Large TTX files are not rare, but TagEditor handles them well (quickly). My usual task is merging numerous small files into a single master file using the “SDL Trados Glue” tool to make my work easier. Recently I faced a problem which involved splitting a single large TTX file among two translators. Producing two “chunks” for translators seemed to be a challenge, but there is a way to split the files manually.
There is a tool called Splitting TTX, which is a part of Expert Tools by Kaleidoscope GmbH. However, this tool is not free and if you do not split the files often and are willing to make some effort there is a way.
Background information: TTX format is rather simple – it is in fact a XML file. Simply said, there is an opening sequence of strings, a body (starting with the very first “<Tu” tag and ending with the very last “</Tu>” tag), and a final sequence of strings. We are interested just in the “body”.
In this example, we will create two partial TTX files. Procedure for creating more parts is similar.
1. Create a copy of the original TTX (let’s call it “Source.ttx). Name it as needed, but in an easy-to-understand way. I will call this file Source_1.ttx.
2. Using Unicode text editor (I do not recommend to use a Windows Notepad), such as PSPad (free), open the Source_1.ttx (original).
3. Search for the first “<Tu” tag.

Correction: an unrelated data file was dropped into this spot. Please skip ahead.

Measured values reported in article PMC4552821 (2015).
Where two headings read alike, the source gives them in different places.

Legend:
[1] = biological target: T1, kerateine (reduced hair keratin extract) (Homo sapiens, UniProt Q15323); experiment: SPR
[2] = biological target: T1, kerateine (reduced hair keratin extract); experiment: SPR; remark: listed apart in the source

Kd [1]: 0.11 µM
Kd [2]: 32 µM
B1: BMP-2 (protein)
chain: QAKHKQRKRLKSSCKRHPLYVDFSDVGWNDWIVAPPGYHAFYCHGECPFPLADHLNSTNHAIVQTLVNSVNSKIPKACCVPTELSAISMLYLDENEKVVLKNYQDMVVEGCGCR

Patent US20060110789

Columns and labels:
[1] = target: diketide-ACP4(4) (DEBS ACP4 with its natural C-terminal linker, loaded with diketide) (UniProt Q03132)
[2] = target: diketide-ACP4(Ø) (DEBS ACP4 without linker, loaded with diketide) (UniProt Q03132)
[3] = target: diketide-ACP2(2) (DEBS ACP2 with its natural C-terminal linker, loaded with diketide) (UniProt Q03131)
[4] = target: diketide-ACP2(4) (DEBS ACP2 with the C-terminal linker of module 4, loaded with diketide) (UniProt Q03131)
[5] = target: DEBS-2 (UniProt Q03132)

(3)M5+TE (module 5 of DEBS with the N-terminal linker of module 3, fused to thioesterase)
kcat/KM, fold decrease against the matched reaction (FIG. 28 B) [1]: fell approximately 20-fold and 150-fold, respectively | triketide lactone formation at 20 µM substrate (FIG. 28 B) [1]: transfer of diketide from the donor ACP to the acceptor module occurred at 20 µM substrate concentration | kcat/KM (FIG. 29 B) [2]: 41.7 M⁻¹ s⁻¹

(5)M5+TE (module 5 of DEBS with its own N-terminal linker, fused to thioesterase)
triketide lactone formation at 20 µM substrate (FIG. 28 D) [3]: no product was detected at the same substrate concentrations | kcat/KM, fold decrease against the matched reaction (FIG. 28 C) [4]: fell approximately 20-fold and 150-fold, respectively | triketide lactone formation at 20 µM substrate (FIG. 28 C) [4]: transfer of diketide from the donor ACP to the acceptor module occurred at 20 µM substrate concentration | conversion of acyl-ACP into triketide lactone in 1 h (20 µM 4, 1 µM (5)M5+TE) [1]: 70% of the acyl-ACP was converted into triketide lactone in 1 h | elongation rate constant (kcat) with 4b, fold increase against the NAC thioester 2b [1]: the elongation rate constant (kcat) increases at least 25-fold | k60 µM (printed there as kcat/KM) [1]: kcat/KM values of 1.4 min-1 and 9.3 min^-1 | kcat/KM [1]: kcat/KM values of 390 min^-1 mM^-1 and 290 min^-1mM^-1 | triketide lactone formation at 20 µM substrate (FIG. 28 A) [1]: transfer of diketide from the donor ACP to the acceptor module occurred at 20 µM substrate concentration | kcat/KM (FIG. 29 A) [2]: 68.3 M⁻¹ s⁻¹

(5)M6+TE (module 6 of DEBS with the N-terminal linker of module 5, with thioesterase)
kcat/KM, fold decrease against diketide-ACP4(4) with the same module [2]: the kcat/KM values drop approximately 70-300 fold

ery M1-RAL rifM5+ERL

4. Select all text between with the first tag “<Tu” and the last “</Tu>” tag (including these tags).
Example of selection:
<Tu Origin=”manual” MatchPercent=”0″><Tuv Lang=”EN-US”>Test</Tuv><Tuv Lang=”CS”><df Font=”Arial”>Zkouška</df></Tuv></Tu>
<Tu Origin=”manual” MatchPercent=”0″><Tuv Lang=”EN-US”>Test1</Tuv><Tuv Lang=”CS”><df Font=”Arial”>Zkouška1</df></Tuv></Tu>
5. Delete this text.
6. Save this file and create another identical copy (and save it as “Source_2.ttx”). Now we have a “skeleton” of the partial TTX files.
7. Open the original master file, search for the first “<Tu” tag and select roughly half of the whole file. Selection must end with the “</Tu>” tag. Copy this selection, open the “Source_1.ttx”, and paste the text from clipboard into the file exactly on place as it was in the master file. Save and close “Source_1.ttx”.
8. Copy the remaining part of the text from the source file, i.e. start selection from the next “<Tu” tag and end the selection with the last “</Tu>” tag in the file. Open “Source_2.ttx” and paste the text from clipboard into the file exactly on place, as it was in the master file. Save and close “Source_2.ttx”.
9. Now we have two TTX files split as we wanted.
Note: When analyzing these two files, the results will differ from the analysis obtained when analyzing the single TTX. The reason is that repetitions and fuzzy matches are not reflected properly when analyzing the split files separately.
Merging the files can be performed using reverse procedure (simply said, merging the two files and deleting the “footer” section of the first chunk and the “header” section of the second chunk.
If you do not feel comfortable with this approach, you may use the resulting TMs obtained from translations of partial TTX, merge these two TMs, and finally you may use Translate to Fuzzy on the original Source.ttx.